Some plays seem to take an eternity to say very little, if anything. Then, you get those like Rachel Bonds' Curve of Departure, which somehow manages to say a great deal in very little time. Everything from the right to die and same-sex partnerships to self-sacrifice and the lack of California culture is touched upon in a crisp, compact 80 minutes, executed in such an effortless, skillful and heartfelt way that it kind of makes you wish it—and its four compelling, relatable, characters—would stick around longer.
A self-described ragtag group has assembled in a New Mexico hotel room on the eve of the funeral of the man who ties the foursome together. They are Rudy (a terrific Allan Miller, one of those actors you can't quite place, though he has more than 300 film, TV and stage credits), a senior on the cusp of full-blown dementia; Linda (a strong Kim Staunton), his primary caregiver and confidante; her son, Felix (a multilayered Larry Powell); and his lover, Jackson (an earnest, affecting Christian Barillas). They have gathered to reluctantly mourn the passing of Rudy's son, who also happens to be Linda's ex-husband and Felix's father.
Reluctantly because the dead guy, as well as the new family that supplanted his first, was apparently a piece of work, so the conflict between honoring someone's memory and dealing with mixed feelings about that person is quite clear. But that's just the setup in this deceptively deep, beguilingly complex work.
The events are set entirely in that hotel room: late at night, when Felix and Jackson arrive, and the next morning on the balcony. It is a small play with not particularly interesting people in terms of what they do or have accomplished: a teacher, a business-oriented tech guy, a barista, a wise-cracking old guy. But they all find themselves in very complicated situations, and it's evident early on that the concerns of this play deal far less with who's already gone, and far more with the incredibly difficult, very alive choices the four are confronting.
Those choices involve either letting go or jumping in. And while two of the characters are completely fine with the sacrifices that need to be made, two of them are far less certain; they may not be perfectly content with their lives, but they fear the uncertainty of the direction that these drastic steps could spin their lives toward.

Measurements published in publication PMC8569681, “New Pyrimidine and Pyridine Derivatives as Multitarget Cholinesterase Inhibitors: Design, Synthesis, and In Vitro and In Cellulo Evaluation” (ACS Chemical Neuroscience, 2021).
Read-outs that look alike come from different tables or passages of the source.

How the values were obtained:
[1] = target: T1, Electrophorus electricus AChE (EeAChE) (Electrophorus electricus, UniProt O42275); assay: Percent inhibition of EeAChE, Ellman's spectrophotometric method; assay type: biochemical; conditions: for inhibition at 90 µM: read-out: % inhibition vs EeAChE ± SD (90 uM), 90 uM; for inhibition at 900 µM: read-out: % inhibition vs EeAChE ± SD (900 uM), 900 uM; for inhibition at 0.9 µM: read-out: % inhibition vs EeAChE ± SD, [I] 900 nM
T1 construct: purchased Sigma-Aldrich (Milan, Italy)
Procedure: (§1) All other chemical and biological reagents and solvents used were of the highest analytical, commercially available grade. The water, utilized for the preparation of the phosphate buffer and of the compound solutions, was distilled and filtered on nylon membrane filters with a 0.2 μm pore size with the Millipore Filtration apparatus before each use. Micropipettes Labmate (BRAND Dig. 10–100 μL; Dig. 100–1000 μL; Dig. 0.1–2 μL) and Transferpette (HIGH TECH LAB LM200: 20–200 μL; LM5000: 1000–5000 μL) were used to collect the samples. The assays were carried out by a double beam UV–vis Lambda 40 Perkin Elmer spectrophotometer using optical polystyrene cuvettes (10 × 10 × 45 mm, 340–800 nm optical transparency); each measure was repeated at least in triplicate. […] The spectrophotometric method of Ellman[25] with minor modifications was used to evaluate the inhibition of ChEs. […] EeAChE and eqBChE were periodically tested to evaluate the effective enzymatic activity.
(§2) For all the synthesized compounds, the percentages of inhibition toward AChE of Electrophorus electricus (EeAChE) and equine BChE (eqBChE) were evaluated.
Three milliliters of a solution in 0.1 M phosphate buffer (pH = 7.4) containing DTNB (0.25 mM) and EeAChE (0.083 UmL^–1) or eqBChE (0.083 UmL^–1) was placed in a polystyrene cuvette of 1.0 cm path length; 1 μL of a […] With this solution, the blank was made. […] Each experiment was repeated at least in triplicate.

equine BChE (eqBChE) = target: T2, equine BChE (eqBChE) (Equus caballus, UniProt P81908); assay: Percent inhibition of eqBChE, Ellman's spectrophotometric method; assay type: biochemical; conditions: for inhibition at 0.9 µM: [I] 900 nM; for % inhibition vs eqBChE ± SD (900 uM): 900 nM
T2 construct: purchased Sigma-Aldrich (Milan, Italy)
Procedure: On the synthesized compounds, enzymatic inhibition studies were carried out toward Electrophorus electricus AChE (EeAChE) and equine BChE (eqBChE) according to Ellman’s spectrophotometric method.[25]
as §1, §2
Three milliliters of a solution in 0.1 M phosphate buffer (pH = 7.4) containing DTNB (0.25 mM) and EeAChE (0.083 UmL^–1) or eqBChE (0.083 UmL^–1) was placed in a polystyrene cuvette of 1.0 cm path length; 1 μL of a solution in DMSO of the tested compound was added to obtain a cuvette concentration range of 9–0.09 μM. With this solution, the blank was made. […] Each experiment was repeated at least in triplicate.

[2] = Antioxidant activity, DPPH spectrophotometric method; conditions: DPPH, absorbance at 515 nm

One life is clearly close to ending: Rudy, a man who veers between animated verbal histrionics with more than their share of unintentional poetry and constant runs to the bathroom. He supplies most of the comic relief, but Miller's masterful performance captures the nuance and turbulent currents beneath the apparently glib and sarcastic surface, rendering a complete character that could have slipped into smart-ass, old-guy caricature. In contrast, Jackson's life is just beginning, in terms of seriousness. The product of a broken home in Bakersfield, he is on the verge of legally adopting his 2-year-old niece, the child of his drug-addicted sister and her abusive partner.
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While both Rudy's and Jackson's destinies seem laid out, the stars aren't as clear for the mother-son tandem of Linda and Felix. They aren't as ready as their respective partners (one romantic, the other filial). Even though Linda emphatically tells others that the most important thing in life is making the choice to do what must be done, she also realizes the terrifying consequences that choice often embodies, the biggest being the fear of the unknown.
Another strength of Bonds' script is how easily she dispatches what could, in lesser dramaturgical hands, be heavy-handed impediments: the fact that Linda and Felix are African-American, and Felix and Jackson are gay. For one of the rare times I can remember in a contemporary American play, sexuality and race just are in this play. The only moment either is even alluded to is when Felix expresses his frustration at the bureaucracy involved in two men adopting a child. Other than that, there's no attempt to explain or justify, politicize or polemicize.
There are some issues with Bonds' play that even her smart and quick dialogue, the excellent ensemble, and director Mike Donahue's sensitive, uncluttered direction can't fix, most notably the question of why Linda is the person most responsible for her father-in-law's life. But they're minor quibbles. This is a taut, engrossing play with more than its fair share of laughs, something that reveals extraordinary moments in the lives of very ordinary people who, like all of us, just need to do what must be done, but who have a hell of a time deciding to do it.
Curve of Departure at South Coast Repertory, 655 Town Center Dr., Costa Mesa, (714) 708-5555; www.scr.org. Tues.-Fri., 7:45 p.m.; Sat.-Sun., 2 & 7:45 p.m. Through Oct. 15. $20-$83.